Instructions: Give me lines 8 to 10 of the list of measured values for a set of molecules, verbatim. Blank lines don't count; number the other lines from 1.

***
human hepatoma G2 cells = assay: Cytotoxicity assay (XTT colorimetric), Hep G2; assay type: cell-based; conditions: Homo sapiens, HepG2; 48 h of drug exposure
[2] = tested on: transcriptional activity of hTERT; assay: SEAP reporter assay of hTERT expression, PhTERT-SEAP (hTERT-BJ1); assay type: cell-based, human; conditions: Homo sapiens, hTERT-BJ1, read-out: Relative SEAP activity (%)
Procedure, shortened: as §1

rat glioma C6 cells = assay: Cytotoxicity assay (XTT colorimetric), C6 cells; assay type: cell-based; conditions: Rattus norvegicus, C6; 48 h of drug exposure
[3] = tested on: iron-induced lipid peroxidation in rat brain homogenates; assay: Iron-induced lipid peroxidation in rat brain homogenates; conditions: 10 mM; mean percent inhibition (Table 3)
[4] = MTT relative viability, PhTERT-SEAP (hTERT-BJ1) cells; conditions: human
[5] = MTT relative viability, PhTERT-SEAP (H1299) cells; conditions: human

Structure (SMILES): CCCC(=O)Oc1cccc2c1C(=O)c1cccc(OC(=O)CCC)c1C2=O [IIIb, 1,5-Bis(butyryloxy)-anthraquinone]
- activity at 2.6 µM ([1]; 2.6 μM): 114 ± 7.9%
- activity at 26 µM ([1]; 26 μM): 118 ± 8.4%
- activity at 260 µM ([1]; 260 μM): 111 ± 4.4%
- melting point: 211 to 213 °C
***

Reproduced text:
Structure (SMILES): CCCC(=O)Oc1cccc2c1C(=O)c1cccc(OC(=O)CCC)c1C2=O [IIIb, 1,5-Bis(butyryloxy)-anthraquinone]
- activity at 2.6 µM ([1]; 2.6 μM): 114 ± 7.9%
- activity at 26 µM ([1]; 26 μM): 118 ± 8.4%